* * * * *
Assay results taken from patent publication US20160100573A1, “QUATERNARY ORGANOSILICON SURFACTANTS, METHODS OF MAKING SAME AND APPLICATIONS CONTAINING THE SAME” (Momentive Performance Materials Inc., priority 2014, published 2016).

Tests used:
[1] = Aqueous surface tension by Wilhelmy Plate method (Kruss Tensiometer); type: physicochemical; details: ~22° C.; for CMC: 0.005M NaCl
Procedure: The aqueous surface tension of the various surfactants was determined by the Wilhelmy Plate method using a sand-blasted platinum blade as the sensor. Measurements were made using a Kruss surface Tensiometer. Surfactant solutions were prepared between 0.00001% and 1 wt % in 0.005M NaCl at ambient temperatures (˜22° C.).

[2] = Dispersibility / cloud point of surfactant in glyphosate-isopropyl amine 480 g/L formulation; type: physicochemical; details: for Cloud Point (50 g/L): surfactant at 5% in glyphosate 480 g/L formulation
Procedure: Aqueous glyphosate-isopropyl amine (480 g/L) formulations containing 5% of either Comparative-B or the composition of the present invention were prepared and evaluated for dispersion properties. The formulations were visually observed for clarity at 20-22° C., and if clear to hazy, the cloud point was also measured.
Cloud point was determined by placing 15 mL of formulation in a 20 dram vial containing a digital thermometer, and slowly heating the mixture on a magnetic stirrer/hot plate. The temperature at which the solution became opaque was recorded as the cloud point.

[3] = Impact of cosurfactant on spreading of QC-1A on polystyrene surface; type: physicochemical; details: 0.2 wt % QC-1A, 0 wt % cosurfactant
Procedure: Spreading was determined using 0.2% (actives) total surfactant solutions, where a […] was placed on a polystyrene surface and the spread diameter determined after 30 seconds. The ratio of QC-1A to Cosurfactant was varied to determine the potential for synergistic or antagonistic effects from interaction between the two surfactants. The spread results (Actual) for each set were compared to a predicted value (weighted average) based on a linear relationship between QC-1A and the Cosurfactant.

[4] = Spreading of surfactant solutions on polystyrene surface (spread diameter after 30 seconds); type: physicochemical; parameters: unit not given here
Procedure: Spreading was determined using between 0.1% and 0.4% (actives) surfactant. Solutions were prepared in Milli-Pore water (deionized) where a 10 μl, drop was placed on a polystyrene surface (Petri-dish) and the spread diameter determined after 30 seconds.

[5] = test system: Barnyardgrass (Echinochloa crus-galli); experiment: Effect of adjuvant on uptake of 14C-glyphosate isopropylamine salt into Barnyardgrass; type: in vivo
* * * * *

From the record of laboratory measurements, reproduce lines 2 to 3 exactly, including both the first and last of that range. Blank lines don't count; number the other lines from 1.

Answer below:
Tests used:
[1] = Aqueous surface tension by Wilhelmy Plate method (Kruss Tensiometer); type: physicochemical; details: ~22° C.; for CMC: 0.005M NaCl